Ballet legend honoured at District Six Museum

Legendary classical ballet teacher Cecil Jacobs, from Strandfontein, and his wife Brenda, at the unfurling of his portrait at the District Six Museum, in the Cape Town city centre, last week.

Legendary ballet teacher Cecil Jacobs was honoured with the unfurling of his portrait at the District Six Museum, in the Cape Town city centre, last week.

Mr Jacobs, 83, has been teaching ballet for almost 60 years.

He and his wife Brenda will take on new students, in their Strandfontein living room, in the new year.

Mr Jacobs and Doreen Martin-Jacobs, nee Akkers, from George, who died at age 101 on June 22, 2022, one of the first non-white city managers in South Africa and a hockey legend, had their banners unfurled on Tuesday December 5.

Museum project manager for oral history, Matthew Nissen said the unfurling was a special occasion in paying tribute to those who came from District Six, who contributed to the area and to its communities.

“District Six is gone but the people are still here. It is our goal to continue to tell their story and make sure their stories are told through the unfurling of banners,” he said.

Mr Jacobs was born at 56 Rutger Street in Cape Town in 1940 and married in 1988 at the alter in the museum, part of which is housed in an old Methodist church.

He has been teaching for 45 year and received was registered with the Royal Ballet at age 20.

Mr Jacobs started teaching at the age of 14 in his family’s dining room, in Bridgetown, where they moved to after being removed from District Six by their apartheid government.

Bridgetown community centre and centres across the municipality were only opened years later.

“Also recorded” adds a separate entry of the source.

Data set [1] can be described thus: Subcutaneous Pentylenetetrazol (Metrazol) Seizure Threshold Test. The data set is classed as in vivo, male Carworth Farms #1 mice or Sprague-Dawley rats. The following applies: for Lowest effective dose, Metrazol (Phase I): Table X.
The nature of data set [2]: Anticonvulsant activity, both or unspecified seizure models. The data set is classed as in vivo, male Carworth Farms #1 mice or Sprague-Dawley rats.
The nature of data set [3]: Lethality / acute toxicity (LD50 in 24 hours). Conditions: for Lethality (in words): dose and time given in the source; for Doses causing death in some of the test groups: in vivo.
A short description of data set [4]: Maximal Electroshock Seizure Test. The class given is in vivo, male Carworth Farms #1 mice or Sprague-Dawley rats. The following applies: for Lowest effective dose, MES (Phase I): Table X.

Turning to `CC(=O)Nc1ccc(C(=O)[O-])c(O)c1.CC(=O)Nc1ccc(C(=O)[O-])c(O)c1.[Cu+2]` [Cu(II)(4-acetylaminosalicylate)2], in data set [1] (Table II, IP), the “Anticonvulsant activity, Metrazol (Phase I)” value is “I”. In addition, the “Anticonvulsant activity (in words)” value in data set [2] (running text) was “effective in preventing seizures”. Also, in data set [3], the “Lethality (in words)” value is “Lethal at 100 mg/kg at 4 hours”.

“The world has changed, children have changed, schools have changed and I’m sorry to say the standard of work has dropped. Languages are in a shocking state,” he said.

He said pupils in matric that he tutors cannot spell the word difficult.

“You can’t sit still and do nothing you become monotonous,” said Mr Jacobs.

He teaches ballet together with his protégé Chanelle Appollis, who excelled in her Royal Academy of Dance (RAD) examination, as part of the Cecil Jacobs Dance Project.

Ms Martin-Jacobs was born in Oxford Street, District 6, near Zonnebloem College, on November 9,1920.

According to the George Herald, she was the first coloured woman in the Cape Town City Housing Council; the first of four females of colour to write and pass their exams as Housing Managers in SA; and worked for the council for 27 years, where she was instrumental in arranging houses for the coloured community.

Ms Martin-Jacobs was also in charge of the Mitchell’s Plain housing development when it came into being.

She helped her niece Cheryl Marks and her family move into their home in Lentegeur, where she still lives today.

Ms Marks said her paternal aunt lived every moment and never thought of being old.

Ms Martin-Jacobs lived in Canada for about two years, before moving to George, where she died and was cared for by Glynis Kuscus.

Ms Kuscus said Ms Martin-Jacobs had written her life experience in District Six by hand in pencil, which she hopes they will transcribe.

  • The Cecil Jacobs Dance Project will resume on Saturday January 27 in Strandfontein and a studio in Schaapkraal. For more information call Ms Jacobs on 082 497 8887.